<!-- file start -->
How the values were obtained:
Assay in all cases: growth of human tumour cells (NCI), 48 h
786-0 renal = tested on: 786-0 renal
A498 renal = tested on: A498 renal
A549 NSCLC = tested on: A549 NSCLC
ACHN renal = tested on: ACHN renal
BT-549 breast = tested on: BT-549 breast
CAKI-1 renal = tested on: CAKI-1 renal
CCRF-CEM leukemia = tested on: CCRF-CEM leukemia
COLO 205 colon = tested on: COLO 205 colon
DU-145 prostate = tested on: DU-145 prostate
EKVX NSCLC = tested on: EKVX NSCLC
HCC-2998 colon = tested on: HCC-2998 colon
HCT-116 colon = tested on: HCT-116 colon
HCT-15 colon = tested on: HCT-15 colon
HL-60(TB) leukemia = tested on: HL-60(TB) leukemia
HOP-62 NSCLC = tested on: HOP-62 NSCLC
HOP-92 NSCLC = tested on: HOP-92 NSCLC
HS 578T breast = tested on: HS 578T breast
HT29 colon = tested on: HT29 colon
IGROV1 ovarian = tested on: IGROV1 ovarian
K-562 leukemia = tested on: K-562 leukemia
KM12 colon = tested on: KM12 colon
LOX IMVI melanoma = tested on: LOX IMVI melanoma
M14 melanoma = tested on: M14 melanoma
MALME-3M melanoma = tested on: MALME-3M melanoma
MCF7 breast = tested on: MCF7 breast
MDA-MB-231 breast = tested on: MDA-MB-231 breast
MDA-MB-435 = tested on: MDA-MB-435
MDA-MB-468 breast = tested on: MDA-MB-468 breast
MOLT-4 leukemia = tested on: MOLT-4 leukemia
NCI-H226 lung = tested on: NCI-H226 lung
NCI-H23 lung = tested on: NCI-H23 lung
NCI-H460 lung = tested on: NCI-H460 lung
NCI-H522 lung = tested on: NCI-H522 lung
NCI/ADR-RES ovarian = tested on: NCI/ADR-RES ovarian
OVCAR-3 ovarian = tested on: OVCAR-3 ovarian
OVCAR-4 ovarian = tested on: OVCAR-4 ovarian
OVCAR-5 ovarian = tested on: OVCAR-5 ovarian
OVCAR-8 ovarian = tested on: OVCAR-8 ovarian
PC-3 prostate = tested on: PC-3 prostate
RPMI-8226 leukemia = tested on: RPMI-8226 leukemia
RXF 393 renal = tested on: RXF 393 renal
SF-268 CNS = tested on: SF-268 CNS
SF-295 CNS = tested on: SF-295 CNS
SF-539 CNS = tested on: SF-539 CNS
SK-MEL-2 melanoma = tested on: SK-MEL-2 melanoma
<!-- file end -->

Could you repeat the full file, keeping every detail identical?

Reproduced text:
How the values were obtained:
Assay in all cases: growth of human tumour cells (NCI), 48 h
786-0 renal = tested on: 786-0 renal
A498 renal = tested on: A498 renal
A549 NSCLC = tested on: A549 NSCLC
ACHN renal = tested on: ACHN renal
BT-549 breast = tested on: BT-549 breast
CAKI-1 renal = tested on: CAKI-1 renal
CCRF-CEM leukemia = tested on: CCRF-CEM leukemia
COLO 205 colon = tested on: COLO 205 colon
DU-145 prostate = tested on: DU-145 prostate
EKVX NSCLC = tested on: EKVX NSCLC
HCC-2998 colon = tested on: HCC-2998 colon
HCT-116 colon = tested on: HCT-116 colon
HCT-15 colon = tested on: HCT-15 colon
HL-60(TB) leukemia = tested on: HL-60(TB) leukemia
HOP-62 NSCLC = tested on: HOP-62 NSCLC
HOP-92 NSCLC = tested on: HOP-92 NSCLC
HS 578T breast = tested on: HS 578T breast
HT29 colon = tested on: HT29 colon
IGROV1 ovarian = tested on: IGROV1 ovarian
K-562 leukemia = tested on: K-562 leukemia
KM12 colon = tested on: KM12 colon
LOX IMVI melanoma = tested on: LOX IMVI melanoma
M14 melanoma = tested on: M14 melanoma
MALME-3M melanoma = tested on: MALME-3M melanoma
MCF7 breast = tested on: MCF7 breast
MDA-MB-231 breast = tested on: MDA-MB-231 breast
MDA-MB-435 = tested on: MDA-MB-435
MDA-MB-468 breast = tested on: MDA-MB-468 breast
MOLT-4 leukemia = tested on: MOLT-4 leukemia
NCI-H226 lung = tested on: NCI-H226 lung
NCI-H23 lung = tested on: NCI-H23 lung
NCI-H460 lung = tested on: NCI-H460 lung
NCI-H522 lung = tested on: NCI-H522 lung
NCI/ADR-RES ovarian = tested on: NCI/ADR-RES ovarian
OVCAR-3 ovarian = tested on: OVCAR-3 ovarian
OVCAR-4 ovarian = tested on: OVCAR-4 ovarian
OVCAR-5 ovarian = tested on: OVCAR-5 ovarian
OVCAR-8 ovarian = tested on: OVCAR-8 ovarian
PC-3 prostate = tested on: PC-3 prostate
RPMI-8226 leukemia = tested on: RPMI-8226 leukemia
RXF 393 renal = tested on: RXF 393 renal
SF-268 CNS = tested on: SF-268 CNS
SF-295 CNS = tested on: SF-295 CNS
SF-539 CNS = tested on: SF-539 CNS
SK-MEL-2 melanoma = tested on: SK-MEL-2 melanoma